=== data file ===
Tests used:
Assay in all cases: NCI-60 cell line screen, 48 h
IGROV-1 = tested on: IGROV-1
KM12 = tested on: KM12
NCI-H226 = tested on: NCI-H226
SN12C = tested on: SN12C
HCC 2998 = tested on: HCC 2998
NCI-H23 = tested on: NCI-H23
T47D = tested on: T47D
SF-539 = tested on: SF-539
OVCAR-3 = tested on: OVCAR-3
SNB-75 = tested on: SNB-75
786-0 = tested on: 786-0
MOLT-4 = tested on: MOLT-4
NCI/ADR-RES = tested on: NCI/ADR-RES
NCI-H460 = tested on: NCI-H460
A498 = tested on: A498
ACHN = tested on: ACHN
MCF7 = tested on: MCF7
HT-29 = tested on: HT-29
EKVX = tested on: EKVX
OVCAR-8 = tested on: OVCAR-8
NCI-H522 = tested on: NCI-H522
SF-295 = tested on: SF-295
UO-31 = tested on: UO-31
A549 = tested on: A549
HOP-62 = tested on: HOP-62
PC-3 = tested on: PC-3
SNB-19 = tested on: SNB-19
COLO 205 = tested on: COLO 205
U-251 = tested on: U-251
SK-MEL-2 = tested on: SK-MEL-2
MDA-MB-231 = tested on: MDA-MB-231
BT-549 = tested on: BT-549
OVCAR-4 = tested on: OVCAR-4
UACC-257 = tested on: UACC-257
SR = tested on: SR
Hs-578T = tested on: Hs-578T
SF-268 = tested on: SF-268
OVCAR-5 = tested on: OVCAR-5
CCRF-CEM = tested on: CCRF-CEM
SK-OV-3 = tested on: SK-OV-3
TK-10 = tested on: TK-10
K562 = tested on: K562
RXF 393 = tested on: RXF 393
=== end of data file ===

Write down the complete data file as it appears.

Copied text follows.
Tests used:
Assay in all cases: NCI-60 cell line screen, 48 h
IGROV-1 = tested on: IGROV-1
KM12 = tested on: KM12
NCI-H226 = tested on: NCI-H226
SN12C = tested on: SN12C
HCC 2998 = tested on: HCC 2998
NCI-H23 = tested on: NCI-H23
T47D = tested on: T47D
SF-539 = tested on: SF-539
OVCAR-3 = tested on: OVCAR-3
SNB-75 = tested on: SNB-75
786-0 = tested on: 786-0
MOLT-4 = tested on: MOLT-4
NCI/ADR-RES = tested on: NCI/ADR-RES
NCI-H460 = tested on: NCI-H460
A498 = tested on: A498
ACHN = tested on: ACHN
MCF7 = tested on: MCF7
HT-29 = tested on: HT-29
EKVX = tested on: EKVX
OVCAR-8 = tested on: OVCAR-8
NCI-H522 = tested on: NCI-H522
SF-295 = tested on: SF-295
UO-31 = tested on: UO-31
A549 = tested on: A549
HOP-62 = tested on: HOP-62
PC-3 = tested on: PC-3
SNB-19 = tested on: SNB-19
COLO 205 = tested on: COLO 205
U-251 = tested on: U-251
SK-MEL-2 = tested on: SK-MEL-2
MDA-MB-231 = tested on: MDA-MB-231
BT-549 = tested on: BT-549
OVCAR-4 = tested on: OVCAR-4
UACC-257 = tested on: UACC-257
SR = tested on: SR
Hs-578T = tested on: Hs-578T
SF-268 = tested on: SF-268
OVCAR-5 = tested on: OVCAR-5
CCRF-CEM = tested on: CCRF-CEM
SK-OV-3 = tested on: SK-OV-3
TK-10 = tested on: TK-10
K562 = tested on: K562
RXF 393 = tested on: RXF 393